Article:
The Convair proposal called for a small, manned, ramjet-powered, reconnaissance vehicle to be air launched from one of two specially configured Convair B-58B Super Hustler supersonic bombers. The FISH vehicle, a radical lifting body with a very-small-radar cross section, would fly at Mach 4.2 at 90,000 feet and have a range of 3,900 miles. Following a Mach 2.0 launch from the lengthened B-58B with uprated engines, two Marquardt ramjets would propel FISH during the Mach 4.25 cruise portion of its mission over the target area. In order to survive extreme aerodynamic heating and also have a minimal radar signature, the vehicle was to be constructed using PyroCeram (a ceramic glass having virtually zero thermal expansion under extreme heating conditions) and other heat-resistant, radar-attenuating materials. Once the FISH decelerated, two pop-out turbojets would bring it back to base [either the Pratt & Whitney JT-12 or the General Electric J85 ]. The ramjet exit nozzles and wing edges would be constructed of Pyroceram, a ceramic material that could withstand the high temperatures of very high speeds and would absorb radio-frequency energy from radar pulses.
Convair stated that the FISH could be ready by January 1961.
Convair's proposal depended on two uncertain factors. First and foremost was the unproven technology of ramjet engines. At the time, no aircraft in existence could carry a large, ramjet-powered craft into the sky and then accelerate to sufficient speed for the ramjet engines to be ignited. Since ramjet engines had only been tested in wind tunnels, there was no available data to prove that these engines would work in the application proposed by Convair. The second uncertain factor was the B-58B bomber that was supposed to achieve Mach 2.2 before launching the FISH above 35,000 feet. This version of the B-58 was still in the design stage.
The CIA funded Conair at a high rate compared to what Lockheed was given for their studies. Much emphasis was placed on the radar cross section of the aircraft to be chosen. Three substantial uncertainties beset the FISH, however: the unproven technology of ramjet engines; the unavailability of the B-58B that would fly fast enough to launch it; and the possibility that the B-58B could not reach the necessary speed, or that if it did, the FISH could not operate under post-launch conditions.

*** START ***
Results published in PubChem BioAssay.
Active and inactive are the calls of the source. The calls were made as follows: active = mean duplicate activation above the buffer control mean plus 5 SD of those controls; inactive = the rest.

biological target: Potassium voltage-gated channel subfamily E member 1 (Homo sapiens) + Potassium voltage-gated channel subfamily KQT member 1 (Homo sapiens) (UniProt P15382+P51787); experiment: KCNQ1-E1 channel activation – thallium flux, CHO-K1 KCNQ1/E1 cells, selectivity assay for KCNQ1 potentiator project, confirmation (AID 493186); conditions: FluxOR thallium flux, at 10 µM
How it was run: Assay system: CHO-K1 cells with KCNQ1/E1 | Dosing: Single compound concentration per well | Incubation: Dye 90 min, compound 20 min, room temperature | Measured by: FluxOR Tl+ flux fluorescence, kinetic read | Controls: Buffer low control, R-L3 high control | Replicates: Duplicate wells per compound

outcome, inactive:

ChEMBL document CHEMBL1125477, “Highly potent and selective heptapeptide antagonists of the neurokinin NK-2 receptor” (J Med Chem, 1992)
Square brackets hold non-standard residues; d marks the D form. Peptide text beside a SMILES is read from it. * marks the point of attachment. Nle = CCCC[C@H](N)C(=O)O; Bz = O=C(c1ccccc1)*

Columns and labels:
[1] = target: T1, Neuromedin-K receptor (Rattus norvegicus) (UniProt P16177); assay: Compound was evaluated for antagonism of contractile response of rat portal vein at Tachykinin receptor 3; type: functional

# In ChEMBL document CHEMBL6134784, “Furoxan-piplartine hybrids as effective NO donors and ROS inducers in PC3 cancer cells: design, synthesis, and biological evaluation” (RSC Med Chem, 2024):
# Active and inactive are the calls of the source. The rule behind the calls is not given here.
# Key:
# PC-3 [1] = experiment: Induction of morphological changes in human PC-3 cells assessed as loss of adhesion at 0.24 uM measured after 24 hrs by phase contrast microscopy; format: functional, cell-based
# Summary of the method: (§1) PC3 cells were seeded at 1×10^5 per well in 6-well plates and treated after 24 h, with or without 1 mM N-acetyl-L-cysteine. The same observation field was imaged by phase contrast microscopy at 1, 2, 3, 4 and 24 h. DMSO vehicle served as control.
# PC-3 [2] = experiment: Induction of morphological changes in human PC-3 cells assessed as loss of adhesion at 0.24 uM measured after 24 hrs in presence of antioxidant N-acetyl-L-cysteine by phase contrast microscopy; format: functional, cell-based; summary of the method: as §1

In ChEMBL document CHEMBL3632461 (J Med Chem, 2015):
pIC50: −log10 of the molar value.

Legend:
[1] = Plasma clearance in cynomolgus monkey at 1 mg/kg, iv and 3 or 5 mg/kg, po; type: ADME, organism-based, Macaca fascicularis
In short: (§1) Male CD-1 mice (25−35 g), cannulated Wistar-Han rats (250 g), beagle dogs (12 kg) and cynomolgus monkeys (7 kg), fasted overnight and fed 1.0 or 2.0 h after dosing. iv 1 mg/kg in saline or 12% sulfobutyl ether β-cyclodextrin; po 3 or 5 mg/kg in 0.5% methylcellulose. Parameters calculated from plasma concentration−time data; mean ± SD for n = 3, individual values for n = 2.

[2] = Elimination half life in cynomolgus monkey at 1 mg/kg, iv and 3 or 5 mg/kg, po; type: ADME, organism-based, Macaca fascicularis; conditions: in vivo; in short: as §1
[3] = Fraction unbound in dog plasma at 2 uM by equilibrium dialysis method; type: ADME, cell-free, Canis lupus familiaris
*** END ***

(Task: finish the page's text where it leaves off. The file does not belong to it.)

The Convair team ultimately concluded the vehicle’s size, propulsion system, and logistics were impractical. The Air Force’s cancellation of the B-58B project in June 1959 took the FISH out of the running. Conversion of the older, slower B-58A into a supersonic launching platform for the FISH was ruled out by the high cost and technical difficulties involved. Moreover, the Air Force was unwilling to part with two aircraft from the small inventory of its most advanced bomber. Even had the B-58B program not been canceled, however, the FISH proposal would probably not have been feasible. Convair engineers had calculated that the added weight of the FISH would prevent the B-58B from achieving the speed required to ignite the parasite aircraft's ramjet engines.
By July l959 Convair had come to the conclusion that they were unable to accelerate the B-58 carrying the ramjet-powered Super Hustler through Mach 1.0. It was also evident that a single ramjet flying a manned aircraft over Russia for covert reconnaissance was unfeasible from a reliability point of view. Convair had not made any important breakthroughs in the anti-radar field which would guarantee an invisible aircraft. In fact, much of the work Lockheed did on the A-11 was transferred directly to the Super Hustler.
The Convair proposal was unusable, but the Lockheed design with its high radar cross section was also unacceptable to the Land committee. On 14 July 1959, the committee rejected both designs. designs and continued the competition. Lockheed continued to work on developing a design that would be less vulnerable to detection, and Convair received a new CIA contract to design an air-breathing twin-engine aircraft that would meet the general specifications being followed by Lockheed.